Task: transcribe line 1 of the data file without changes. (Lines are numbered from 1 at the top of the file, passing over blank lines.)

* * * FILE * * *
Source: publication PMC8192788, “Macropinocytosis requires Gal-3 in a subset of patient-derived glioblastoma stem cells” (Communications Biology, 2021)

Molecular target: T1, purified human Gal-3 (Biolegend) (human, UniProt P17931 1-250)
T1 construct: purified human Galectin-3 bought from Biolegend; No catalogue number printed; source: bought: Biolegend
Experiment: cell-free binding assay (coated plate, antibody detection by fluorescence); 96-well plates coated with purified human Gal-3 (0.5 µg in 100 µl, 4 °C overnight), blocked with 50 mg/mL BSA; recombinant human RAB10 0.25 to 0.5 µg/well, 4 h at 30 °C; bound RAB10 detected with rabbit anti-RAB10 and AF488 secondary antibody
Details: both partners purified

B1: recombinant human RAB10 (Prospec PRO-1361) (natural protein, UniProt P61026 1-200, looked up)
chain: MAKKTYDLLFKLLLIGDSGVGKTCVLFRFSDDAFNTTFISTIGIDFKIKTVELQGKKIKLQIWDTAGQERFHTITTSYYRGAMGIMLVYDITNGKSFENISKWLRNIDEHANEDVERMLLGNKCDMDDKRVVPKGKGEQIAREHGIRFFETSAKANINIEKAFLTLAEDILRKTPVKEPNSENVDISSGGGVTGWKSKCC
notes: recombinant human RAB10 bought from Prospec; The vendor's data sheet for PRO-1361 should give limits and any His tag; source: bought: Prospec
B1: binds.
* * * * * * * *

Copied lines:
Source: publication PMC8192788, “Macropinocytosis requires Gal-3 in a subset of patient-derived glioblastoma stem cells” (Communications Biology, 2021)